Friday, December 3, 2010

Baked Rigatoni with Turkey Bolognese

This is a great dish to make when the weather starts to get cold... The slow simmering of the sauce allows the flavors to blend and concentrate and creates a delicious homemade tomato sauce that will make your mouth water. The base of a Bolognese sauce is a soffritto - basically an Italian version of a mirepoix.

The components of a soffritto typically include onion, carrot, celery and garlic, slowly sauteed in olive oil. The difference between the French version is that Italians use olive oil and garlic. This is also known as the Holy Trinity in Creole cooking, refogado in Portugese and sofrito in Spanish. Maybe you'll see these terms make a come-back in some of my later posts...

Traditional Bolognese sauce oringinated in Bologna, a city in Northern Italy. That is no where near where my family is from in Italy but worth stealing their recipes! Nowadays you can use any combination of meats, vegetables and a tomato based sauce to create Bolognese sauce. I love being able to use a little creativity in the kitchen! It's all about having fun right? I had a general idea of how to make this dish but I found a recipe that you can replicate from another awesome blog. I've copied it below:

To start the Bolognese:
1 tbsp canola oil
1 lb ground turkey
1 tsp salt
1/2 tsp freshly cracked black pepper

To finish the sauce:
1 tbsp canola oil (I always use olive oil)
8 cremini mushrooms, thickly sliced (I omitted this but used 1 stalk celery instead)
1 yellow onion, chopped
1 carrot, chopped
3 cloves garlic, minced
1/4 tsp dried oregano
1/4 tsp dried basil
1 can (28 oz) whole tomatoes (I used 2 cans)
Salt and freshly cracked black pepper, to taste
1 zucchini, large dice (left this out this time)
1/3 cup fresh basil leaves, chiffonade

8 oz dried Rigatoni, cooked according to directions on package
3 oz Havarti, grated (I used only mozzarella, so doubled the amount needed)
3 oz part-skim mozzarella, shredded

Preheat the oven to 450 degrees. Spray an 8"x11.5" glass or ceramic baking dish with cooking spray. Set aside. Place a large pot of water over high heat. Add a large handful of salt. Bring to a boil.

Place a large saute pan over high heat. Add 1 tbsp canola oil. Once the oil is almost smoking hot, add the ground turkey to the pan. Sprinkle the turkey with the salt and pepper. Using a wooden spoon or spatula, break up the turkey. Allow the turkey to brown, stirring occasionally, until cooked through. Remove browned turkey from pan, drain and set aside. Return saute pan to medium heat.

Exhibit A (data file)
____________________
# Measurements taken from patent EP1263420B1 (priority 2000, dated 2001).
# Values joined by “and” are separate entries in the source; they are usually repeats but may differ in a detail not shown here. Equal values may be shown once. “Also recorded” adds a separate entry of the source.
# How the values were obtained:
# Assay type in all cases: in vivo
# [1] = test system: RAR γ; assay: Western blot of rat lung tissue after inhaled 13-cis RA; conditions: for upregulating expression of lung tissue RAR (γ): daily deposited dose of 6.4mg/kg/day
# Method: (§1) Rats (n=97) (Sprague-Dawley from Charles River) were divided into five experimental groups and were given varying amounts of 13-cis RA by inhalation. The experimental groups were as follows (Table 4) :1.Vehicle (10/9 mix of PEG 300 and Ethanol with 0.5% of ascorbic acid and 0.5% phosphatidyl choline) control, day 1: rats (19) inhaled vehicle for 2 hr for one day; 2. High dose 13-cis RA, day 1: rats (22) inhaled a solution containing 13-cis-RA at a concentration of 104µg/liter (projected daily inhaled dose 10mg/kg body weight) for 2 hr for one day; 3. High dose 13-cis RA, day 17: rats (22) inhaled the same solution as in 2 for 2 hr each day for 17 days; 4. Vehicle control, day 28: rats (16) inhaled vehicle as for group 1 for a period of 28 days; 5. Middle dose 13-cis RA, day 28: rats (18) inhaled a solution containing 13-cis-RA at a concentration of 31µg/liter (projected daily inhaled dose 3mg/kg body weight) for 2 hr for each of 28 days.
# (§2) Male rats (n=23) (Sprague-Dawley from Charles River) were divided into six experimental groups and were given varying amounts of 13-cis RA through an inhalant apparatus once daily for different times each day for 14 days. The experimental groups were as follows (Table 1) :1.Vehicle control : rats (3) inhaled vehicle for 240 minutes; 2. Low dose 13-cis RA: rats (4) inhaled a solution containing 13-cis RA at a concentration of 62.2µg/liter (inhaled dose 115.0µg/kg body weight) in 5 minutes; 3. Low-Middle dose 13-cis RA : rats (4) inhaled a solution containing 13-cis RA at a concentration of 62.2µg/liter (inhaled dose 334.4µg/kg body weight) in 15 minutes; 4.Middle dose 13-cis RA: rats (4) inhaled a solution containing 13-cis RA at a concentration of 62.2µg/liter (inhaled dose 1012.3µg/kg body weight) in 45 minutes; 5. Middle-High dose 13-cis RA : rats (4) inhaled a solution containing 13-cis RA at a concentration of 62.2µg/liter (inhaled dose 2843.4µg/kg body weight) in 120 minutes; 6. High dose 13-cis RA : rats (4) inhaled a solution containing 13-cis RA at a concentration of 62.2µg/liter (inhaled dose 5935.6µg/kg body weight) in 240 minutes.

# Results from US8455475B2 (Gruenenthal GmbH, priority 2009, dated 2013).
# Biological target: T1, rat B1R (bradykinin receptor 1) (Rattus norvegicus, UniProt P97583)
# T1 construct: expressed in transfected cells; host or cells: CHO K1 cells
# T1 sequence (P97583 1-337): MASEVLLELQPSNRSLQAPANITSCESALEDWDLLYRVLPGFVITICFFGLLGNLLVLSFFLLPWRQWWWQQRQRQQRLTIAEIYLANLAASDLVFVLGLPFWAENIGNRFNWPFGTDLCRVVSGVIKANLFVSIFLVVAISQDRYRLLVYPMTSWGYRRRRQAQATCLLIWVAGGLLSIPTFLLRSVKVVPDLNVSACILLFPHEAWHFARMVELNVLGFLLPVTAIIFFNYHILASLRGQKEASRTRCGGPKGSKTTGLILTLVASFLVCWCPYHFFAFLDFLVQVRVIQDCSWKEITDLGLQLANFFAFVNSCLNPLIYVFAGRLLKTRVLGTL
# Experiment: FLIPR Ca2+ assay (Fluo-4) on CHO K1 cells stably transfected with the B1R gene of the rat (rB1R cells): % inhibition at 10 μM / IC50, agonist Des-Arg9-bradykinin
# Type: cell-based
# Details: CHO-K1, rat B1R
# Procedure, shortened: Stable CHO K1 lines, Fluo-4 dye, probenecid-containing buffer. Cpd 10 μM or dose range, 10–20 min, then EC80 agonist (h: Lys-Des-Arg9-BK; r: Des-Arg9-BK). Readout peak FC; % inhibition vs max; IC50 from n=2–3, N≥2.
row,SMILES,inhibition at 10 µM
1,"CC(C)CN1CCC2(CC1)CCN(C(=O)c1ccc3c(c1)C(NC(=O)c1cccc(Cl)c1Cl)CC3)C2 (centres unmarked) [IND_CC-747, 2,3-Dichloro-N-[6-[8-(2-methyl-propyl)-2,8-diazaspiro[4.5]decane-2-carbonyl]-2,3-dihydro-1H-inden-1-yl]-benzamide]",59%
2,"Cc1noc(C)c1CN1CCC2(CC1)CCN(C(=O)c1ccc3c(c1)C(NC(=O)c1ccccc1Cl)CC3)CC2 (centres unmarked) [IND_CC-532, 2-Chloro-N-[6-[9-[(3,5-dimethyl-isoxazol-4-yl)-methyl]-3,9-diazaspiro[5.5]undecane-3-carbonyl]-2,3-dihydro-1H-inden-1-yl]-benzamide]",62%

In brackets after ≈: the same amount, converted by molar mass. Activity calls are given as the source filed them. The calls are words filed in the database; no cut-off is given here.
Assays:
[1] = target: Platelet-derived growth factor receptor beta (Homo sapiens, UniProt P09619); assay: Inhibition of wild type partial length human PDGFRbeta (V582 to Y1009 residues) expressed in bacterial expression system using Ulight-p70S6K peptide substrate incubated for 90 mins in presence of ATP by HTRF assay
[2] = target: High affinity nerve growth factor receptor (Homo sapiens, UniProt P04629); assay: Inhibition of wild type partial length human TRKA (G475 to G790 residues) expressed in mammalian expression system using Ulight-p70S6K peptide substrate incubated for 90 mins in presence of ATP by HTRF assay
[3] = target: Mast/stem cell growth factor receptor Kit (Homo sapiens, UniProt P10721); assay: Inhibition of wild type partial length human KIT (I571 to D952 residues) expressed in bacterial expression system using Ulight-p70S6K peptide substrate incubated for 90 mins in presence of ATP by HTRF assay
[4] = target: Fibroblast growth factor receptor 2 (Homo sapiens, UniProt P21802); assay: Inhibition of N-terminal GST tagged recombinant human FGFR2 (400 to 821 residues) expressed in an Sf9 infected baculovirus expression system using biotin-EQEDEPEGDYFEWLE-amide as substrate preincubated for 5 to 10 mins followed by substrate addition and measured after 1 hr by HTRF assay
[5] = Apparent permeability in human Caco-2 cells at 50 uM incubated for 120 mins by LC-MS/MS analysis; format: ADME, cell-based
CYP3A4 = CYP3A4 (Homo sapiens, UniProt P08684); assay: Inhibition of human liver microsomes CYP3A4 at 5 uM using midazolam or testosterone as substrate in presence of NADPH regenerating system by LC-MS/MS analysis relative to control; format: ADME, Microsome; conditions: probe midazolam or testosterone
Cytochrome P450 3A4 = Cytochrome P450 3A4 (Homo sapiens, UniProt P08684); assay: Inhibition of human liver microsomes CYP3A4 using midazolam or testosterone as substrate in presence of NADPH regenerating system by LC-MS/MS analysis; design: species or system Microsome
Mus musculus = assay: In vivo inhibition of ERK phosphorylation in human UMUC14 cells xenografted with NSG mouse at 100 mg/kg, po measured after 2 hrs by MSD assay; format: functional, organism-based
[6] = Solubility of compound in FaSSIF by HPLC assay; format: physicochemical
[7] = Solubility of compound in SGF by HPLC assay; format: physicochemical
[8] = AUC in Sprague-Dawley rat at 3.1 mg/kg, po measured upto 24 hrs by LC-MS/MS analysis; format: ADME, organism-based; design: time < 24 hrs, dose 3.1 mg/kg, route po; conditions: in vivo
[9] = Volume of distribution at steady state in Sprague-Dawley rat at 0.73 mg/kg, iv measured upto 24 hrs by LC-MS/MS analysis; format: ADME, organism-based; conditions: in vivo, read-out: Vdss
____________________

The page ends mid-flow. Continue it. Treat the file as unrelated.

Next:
Add 1 tbsp canola oil to the saute pan. Add the cremini mushrooms, onions and carrots to the pan. Saute the veggies over medium heat, stirring occasionally, for 10-15 minutes until the onions are translucent and the carrots are soft. Add the garlic to the pan and saute for another 1 minute. Add the dried basil and oregano. Saute for 1 more minute. Using your hands, individually crush the whole tomatoes into pan. Once all the tomatoes have been crushed, add the rest of the juice left in the can as well as the browned turkey back into the pan. Stir. Bring sauce to a simmer.

Simmer sauce over medium heat until nearly all of the liquid from the tomatoes has cooked away, about 30-40 minutes stirring occasionally. Once liquid has cooked away, taste and adjust seasonings as desired with salt and pepper. After about 20 minutes of simmering the sauce, boil the pasta according to the directions on the package. Drain.

Add the cooked pasta, diced zucchini and basil to the finished sauce. Stir thoroughly to evenly coat. Pour the pasta and sauce into the prepared baking dish. Sprinkle mozzarella and Havarti evenly over the top of the pasta. Place into a preheated 450 degree oven. Bake until the cheese is melted and golden in areas, about 15-20 minutes. Remove from oven and let cool for at least 5 minutes before serving. Garnish with fresh basil if desired. Tutti Mangia!

* Bologna picture taken from


Alyssa said...

This couldn't look yummier! Why didn't you bring any leftovers in?

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